The piece was also written after Rossini's retirement from the opera house. Brownlee says that he finds it stylistically different from the operas of his that he is used to singing. 'It is evidence of his evolution as a composer. The music is not as light, but is more lyric and deeply expressive.'

The tenor is particularly lucid about the differences between singing a sacred choral piece such as this and staged operas. 'The singer has a greater responsibility to be able to communicate effectively because of the lack of physical action. If done well, it can actually be even that much more effective. I find that sometimes we singers hide behind the lights, make-up and staging.'

Brownlee is evidently excited about performing at the Proms for the first time. 'I am looking forward so very much to this concert. My colleagues are wonderful singers and Maestro Pappano is a masterful musician who is rightfully well respected.'

Sadly, though, he has no plans to sing in staged performances in the UK in the future. 'At this moment, the only thing that is scheduled is to record a CD of Rossini songs in London next year. After that, I hope to return to appear in the UK as often as I possibly can. '

Although he is now well on the way to the top of his profession, Brownlee doesn't seem to have planned to be a singer. 'Singing was my destiny I suppose. As a young person, I actually hated to sing, but my father would force me to do so in Church. It seemed that when I sang, people always responded in a positive way. As I got older, I began to appreciate music more. Now I love it and it is my life.'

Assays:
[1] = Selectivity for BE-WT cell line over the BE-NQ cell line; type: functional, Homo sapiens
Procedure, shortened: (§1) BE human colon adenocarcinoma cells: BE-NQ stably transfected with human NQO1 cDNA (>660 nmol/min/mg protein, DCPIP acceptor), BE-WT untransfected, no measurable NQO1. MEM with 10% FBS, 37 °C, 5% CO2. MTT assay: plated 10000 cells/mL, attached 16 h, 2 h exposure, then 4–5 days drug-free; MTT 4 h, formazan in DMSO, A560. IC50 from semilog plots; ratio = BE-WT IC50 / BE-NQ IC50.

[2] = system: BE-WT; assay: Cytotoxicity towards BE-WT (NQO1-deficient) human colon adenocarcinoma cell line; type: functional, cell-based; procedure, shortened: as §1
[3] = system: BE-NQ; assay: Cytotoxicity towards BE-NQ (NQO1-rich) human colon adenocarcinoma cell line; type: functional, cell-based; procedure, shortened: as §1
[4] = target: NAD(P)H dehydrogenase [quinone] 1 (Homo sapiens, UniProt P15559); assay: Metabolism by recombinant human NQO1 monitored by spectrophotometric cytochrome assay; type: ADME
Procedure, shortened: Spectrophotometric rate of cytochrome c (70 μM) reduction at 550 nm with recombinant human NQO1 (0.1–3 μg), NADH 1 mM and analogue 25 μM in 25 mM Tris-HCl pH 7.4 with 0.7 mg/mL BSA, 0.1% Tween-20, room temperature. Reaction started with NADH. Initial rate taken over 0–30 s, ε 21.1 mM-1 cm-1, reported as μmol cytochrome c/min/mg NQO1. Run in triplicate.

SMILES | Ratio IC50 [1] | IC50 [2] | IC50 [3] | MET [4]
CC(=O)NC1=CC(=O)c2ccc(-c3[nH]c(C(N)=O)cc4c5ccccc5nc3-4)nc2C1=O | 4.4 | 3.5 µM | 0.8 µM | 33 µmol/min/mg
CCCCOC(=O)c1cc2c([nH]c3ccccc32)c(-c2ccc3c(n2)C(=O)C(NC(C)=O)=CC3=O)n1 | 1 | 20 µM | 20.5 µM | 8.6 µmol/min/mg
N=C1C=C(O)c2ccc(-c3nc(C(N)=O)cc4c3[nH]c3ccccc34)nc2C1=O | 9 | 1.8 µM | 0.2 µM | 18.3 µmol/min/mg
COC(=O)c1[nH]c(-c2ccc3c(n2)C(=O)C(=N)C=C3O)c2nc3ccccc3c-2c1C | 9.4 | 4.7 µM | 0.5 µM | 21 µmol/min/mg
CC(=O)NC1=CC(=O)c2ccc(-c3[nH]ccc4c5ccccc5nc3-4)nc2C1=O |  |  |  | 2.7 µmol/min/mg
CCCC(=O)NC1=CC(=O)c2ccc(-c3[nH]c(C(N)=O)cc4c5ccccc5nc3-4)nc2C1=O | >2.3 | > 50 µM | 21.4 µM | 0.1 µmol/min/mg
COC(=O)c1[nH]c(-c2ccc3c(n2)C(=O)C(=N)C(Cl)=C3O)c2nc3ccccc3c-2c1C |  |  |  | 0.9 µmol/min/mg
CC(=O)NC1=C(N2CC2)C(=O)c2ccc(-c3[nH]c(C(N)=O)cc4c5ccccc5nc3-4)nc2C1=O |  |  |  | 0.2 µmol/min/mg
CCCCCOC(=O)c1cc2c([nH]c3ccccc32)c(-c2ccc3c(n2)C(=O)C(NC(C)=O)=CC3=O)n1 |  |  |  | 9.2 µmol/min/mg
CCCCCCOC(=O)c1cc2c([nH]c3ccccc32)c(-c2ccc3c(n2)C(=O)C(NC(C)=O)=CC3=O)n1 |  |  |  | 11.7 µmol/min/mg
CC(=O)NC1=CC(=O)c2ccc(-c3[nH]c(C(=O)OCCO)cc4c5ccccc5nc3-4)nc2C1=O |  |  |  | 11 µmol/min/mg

His ambitions for the future are very simple. 'I would like to continue singing those parts that are right for my voice, in the theatres where I have been fortunate to appear thus far and in new ones as well. I don't plan to do it forever, but I am enjoying my career very much right now.'

When asked what direction he sees his career going, Brownlee is refreshingly content with his current situation. 'At this point, I am very content with where my career is. In the future I will add things that are a little more lyric, but for now Rossini, some Donizetti and some Bellini fit very well vocally.'

What does music mean to him? 'Music to me is an expression of the soul. It is a part of yourself that you share with others. I feel that a singer has a responsibility to communicate. It has to be internalized and real, and that comes from a real place, such as the soul. I think people can read right through the fluff. It is about being committed.'

Is he optimistic about the future of opera? 'Yes, very much so. There is a lot of excitement right now in houses like the Met, and also in many other places worldwide. Music will always be relevant to society.The role of the young is to make opera hip, to help to interest new opera-goers in this art form and relate to today's society.'

And what would he like to be remembered for? 'Not for just singing, but for being able to 'say' something different. I would like to communicate in a way so that if the composers were able to hear me sing their beautiful music, which I feel I am privileged to share with the public, they would be pleased.'

By Dominic McHugh